The quantum and the gravity: Newtonian and Cosmological applications
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The gravitational decoherence field studies the suppression of coherence in quantum systems caused by effects rooted in the gravitational interaction. This models are not just important to yield interesting ideas about the search, in regimes others than the Planck scale, for the interplay between quantum mechanics and general relativity, but also from a theoretical point of view. The fact that the gravitational field can not be shielded opens the question of how strong will the gravitational ‘environment’ decohere a quantum system? and if this decoherence can somehow explain the absence of macroscopical super- positions? This thesis studies in depth the ‘Classical Channel Gravity’ (CCG) model, a recent proposal of gravitational decoherence that assumes that the gravitational interac- tion is always accompanied with an intrinsic decoherence mechanism which ensures that there is no transmission of quantum information between the parties involved. This model can be understood a series of weak continuous quantum measurements accompanied with a feedback term produced by some underlying hidden gravitational degrees of freedom. We first study all the possible emergent dynamics from collisional Markovian dynamics; these ones range from exact unitary to arbitrary fast decoherence (Zeno effect). The second part of the thesis is devoted to study the Newtonian and post Newtonian limits of the CCG model, with particular focus on the testability features of CCG. In particular, we apply this model to coupled clocks and find that the amount of decoherence predicted by CCG is the same as the decoherence that an ‘environment of clocks’ will imprint in a single clock in the context of unitary evolution. On the other hand, we find that this effect is far from being detectable with the current achieved time accuracy. However, CCG as a model for multi partite systems and two systems with very different masses seems to yield an amount of decoherence that is not only able to be detectable with current experiments but also seems to indicate that this model is ruled out. Nevertheless, we also mention potential caveats with our assumptions and discuss other physically motivated directions to further study this result. Finally, we also explore the extension of CCG for the cosmological scenario. In this context the scale factor is being decohered by test particles ‘sitting’ on spacetime. We find that this decoherence will be seen by an observer unaware of the CCG fundamental mechanism as an emergent form of dark energy filling the universe.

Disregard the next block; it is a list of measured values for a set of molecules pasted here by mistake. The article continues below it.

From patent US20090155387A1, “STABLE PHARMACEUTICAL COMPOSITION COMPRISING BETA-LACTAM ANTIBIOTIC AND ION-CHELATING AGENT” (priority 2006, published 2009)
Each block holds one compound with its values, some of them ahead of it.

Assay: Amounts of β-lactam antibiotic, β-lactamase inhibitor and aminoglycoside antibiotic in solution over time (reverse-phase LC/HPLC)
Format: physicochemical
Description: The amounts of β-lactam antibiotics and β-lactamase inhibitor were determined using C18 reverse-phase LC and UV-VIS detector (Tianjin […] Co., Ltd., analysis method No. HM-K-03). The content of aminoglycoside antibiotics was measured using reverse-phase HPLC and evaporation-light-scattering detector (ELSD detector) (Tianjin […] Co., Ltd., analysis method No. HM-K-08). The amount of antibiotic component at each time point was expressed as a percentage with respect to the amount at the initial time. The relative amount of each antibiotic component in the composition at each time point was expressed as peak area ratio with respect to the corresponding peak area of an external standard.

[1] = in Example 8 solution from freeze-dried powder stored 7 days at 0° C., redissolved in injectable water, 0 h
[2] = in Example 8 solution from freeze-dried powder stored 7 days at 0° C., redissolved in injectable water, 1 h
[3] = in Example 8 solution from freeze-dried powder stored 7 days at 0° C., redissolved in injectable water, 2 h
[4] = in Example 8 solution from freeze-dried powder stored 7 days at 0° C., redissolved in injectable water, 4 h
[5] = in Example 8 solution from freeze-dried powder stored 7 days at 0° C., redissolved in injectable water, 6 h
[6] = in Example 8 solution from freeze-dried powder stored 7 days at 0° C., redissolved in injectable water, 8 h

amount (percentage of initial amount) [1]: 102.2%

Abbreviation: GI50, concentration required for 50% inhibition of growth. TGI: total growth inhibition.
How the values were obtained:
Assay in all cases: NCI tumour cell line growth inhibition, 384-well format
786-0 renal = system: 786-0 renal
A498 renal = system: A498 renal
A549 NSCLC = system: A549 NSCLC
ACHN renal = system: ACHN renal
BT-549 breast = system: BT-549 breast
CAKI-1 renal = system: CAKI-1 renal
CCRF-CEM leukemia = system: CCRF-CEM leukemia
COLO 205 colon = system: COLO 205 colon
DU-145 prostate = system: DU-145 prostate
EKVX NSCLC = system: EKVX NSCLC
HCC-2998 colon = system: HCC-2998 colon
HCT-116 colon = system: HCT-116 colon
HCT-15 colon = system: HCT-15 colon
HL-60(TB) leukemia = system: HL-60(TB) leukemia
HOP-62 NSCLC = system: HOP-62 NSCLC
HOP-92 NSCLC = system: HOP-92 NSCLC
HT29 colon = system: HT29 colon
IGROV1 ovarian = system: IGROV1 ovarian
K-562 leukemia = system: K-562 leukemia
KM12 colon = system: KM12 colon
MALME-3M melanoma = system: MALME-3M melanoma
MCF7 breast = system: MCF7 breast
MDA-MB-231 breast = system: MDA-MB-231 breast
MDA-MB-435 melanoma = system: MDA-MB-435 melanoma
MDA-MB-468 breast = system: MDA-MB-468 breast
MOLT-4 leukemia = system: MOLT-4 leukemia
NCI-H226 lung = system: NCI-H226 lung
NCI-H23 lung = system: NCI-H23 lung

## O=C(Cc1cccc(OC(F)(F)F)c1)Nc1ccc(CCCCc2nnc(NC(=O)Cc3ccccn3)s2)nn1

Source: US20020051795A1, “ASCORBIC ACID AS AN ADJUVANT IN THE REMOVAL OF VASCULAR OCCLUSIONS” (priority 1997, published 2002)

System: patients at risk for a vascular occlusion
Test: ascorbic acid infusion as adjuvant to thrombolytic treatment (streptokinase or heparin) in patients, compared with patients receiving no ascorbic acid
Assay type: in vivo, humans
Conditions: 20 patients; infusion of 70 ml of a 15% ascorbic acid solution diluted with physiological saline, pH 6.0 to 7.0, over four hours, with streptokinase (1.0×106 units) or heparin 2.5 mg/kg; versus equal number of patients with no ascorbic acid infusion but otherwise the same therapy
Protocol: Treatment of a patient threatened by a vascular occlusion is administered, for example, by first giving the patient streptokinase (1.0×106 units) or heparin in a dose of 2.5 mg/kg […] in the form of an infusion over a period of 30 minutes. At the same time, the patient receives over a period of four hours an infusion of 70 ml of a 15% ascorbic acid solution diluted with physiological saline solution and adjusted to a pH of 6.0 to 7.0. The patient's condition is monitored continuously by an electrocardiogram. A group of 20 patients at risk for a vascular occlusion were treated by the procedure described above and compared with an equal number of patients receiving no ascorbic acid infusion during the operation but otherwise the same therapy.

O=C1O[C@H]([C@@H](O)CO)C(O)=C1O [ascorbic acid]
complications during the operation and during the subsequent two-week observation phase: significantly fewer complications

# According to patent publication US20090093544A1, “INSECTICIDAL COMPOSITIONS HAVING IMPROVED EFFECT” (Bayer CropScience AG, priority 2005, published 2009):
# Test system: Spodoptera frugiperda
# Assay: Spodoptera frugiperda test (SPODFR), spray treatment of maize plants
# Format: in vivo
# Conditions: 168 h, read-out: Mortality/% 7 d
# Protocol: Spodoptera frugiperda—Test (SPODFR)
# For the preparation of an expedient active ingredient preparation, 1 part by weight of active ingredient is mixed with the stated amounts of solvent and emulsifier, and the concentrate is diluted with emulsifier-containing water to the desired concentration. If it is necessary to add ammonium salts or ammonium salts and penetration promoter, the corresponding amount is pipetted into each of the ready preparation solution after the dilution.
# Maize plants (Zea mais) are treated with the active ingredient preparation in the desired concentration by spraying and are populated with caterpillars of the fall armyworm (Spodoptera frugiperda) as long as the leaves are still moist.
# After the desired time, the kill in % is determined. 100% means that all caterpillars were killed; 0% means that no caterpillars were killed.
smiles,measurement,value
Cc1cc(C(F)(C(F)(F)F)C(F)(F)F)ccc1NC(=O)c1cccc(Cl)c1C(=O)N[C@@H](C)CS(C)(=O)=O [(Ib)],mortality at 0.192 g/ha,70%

Cite this version of the work
Natacha Altamirano (2018). The quantum and the gravity: Newtonian and Cosmological applications. UWSpace. http://hdl.handle.net/10012/13486